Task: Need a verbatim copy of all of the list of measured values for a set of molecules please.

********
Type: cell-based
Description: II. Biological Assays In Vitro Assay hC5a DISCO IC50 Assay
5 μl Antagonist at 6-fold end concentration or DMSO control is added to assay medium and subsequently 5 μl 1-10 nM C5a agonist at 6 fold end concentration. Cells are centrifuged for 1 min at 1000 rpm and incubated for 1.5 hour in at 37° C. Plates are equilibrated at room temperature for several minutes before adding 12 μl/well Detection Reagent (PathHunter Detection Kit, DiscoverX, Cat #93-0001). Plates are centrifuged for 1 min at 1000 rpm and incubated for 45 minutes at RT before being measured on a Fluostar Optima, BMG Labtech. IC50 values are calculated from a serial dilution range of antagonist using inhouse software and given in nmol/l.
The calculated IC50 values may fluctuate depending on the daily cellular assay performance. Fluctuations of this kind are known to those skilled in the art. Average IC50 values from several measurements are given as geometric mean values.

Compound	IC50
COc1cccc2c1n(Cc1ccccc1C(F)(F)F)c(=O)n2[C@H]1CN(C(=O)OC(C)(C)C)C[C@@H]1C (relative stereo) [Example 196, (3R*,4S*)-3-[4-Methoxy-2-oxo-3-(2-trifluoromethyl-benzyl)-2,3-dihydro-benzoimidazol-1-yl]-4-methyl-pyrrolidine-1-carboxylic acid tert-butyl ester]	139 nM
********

Type: cell-based
Description: II. Biological Assays In Vitro Assay hC5a DISCO IC50 Assay
5 μl Antagonist at 6-fold end concentration or DMSO control is added to assay medium and subsequently 5 μl 1-10 nM C5a agonist at 6 fold end concentration. Cells are centrifuged for 1 min at 1000 rpm and incubated for 1.5 hour in at 37° C. Plates are equilibrated at room temperature for several minutes before adding 12 μl/well Detection Reagent (PathHunter Detection Kit, DiscoverX, Cat #93-0001). Plates are centrifuged for 1 min at 1000 rpm and incubated for 45 minutes at RT before being measured on a Fluostar Optima, BMG Labtech. IC50 values are calculated from a serial dilution range of antagonist using inhouse software and given in nmol/l.
The calculated IC50 values may fluctuate depending on the daily cellular assay performance. Fluctuations of this kind are known to those skilled in the art. Average IC50 values from several measurements are given as geometric mean values.

Compound	IC50
COc1cccc2c1n(Cc1ccccc1C(F)(F)F)c(=O)n2[C@H]1CN(C(=O)OC(C)(C)C)C[C@@H]1C (relative stereo) [Example 196, (3R*,4S*)-3-[4-Methoxy-2-oxo-3-(2-trifluoromethyl-benzyl)-2,3-dihydro-benzoimidazol-1-yl]-4-methyl-pyrrolidine-1-carboxylic acid tert-butyl ester]	139 nM